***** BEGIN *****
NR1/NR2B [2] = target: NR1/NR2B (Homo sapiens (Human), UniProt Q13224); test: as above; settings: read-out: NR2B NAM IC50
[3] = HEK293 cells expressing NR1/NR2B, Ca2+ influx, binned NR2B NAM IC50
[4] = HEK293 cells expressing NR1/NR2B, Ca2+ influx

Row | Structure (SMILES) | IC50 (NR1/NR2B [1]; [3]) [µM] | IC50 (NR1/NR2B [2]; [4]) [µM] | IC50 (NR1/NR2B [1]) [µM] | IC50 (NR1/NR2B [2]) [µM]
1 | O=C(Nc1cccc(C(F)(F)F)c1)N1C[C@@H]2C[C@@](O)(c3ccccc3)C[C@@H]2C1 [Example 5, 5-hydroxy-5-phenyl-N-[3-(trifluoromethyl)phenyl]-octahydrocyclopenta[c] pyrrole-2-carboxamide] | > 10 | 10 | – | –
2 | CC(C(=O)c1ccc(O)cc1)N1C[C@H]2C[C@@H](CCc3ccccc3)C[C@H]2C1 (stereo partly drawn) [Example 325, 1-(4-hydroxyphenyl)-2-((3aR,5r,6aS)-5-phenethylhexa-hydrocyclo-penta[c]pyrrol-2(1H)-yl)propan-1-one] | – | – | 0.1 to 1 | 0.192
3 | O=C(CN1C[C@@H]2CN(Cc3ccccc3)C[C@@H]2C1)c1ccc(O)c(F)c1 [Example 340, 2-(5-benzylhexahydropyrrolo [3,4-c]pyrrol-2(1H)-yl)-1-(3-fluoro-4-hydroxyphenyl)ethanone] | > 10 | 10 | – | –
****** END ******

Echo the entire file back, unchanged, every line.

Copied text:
NR1/NR2B [2] = target: NR1/NR2B (Homo sapiens (Human), UniProt Q13224); test: as above; settings: read-out: NR2B NAM IC50
[3] = HEK293 cells expressing NR1/NR2B, Ca2+ influx, binned NR2B NAM IC50
[4] = HEK293 cells expressing NR1/NR2B, Ca2+ influx

Row | Structure (SMILES) | IC50 (NR1/NR2B [1]; [3]) [µM] | IC50 (NR1/NR2B [2]; [4]) [µM] | IC50 (NR1/NR2B [1]) [µM] | IC50 (NR1/NR2B [2]) [µM]
1 | O=C(Nc1cccc(C(F)(F)F)c1)N1C[C@@H]2C[C@@](O)(c3ccccc3)C[C@@H]2C1 [Example 5, 5-hydroxy-5-phenyl-N-[3-(trifluoromethyl)phenyl]-octahydrocyclopenta[c] pyrrole-2-carboxamide] | > 10 | 10 | – | –
2 | CC(C(=O)c1ccc(O)cc1)N1C[C@H]2C[C@@H](CCc3ccccc3)C[C@H]2C1 (stereo partly drawn) [Example 325, 1-(4-hydroxyphenyl)-2-((3aR,5r,6aS)-5-phenethylhexa-hydrocyclo-penta[c]pyrrol-2(1H)-yl)propan-1-one] | – | – | 0.1 to 1 | 0.192
3 | O=C(CN1C[C@@H]2CN(Cc3ccccc3)C[C@@H]2C1)c1ccc(O)c(F)c1 [Example 340, 2-(5-benzylhexahydropyrrolo [3,4-c]pyrrol-2(1H)-yl)-1-(3-fluoro-4-hydroxyphenyl)ethanone] | > 10 | 10 | – | –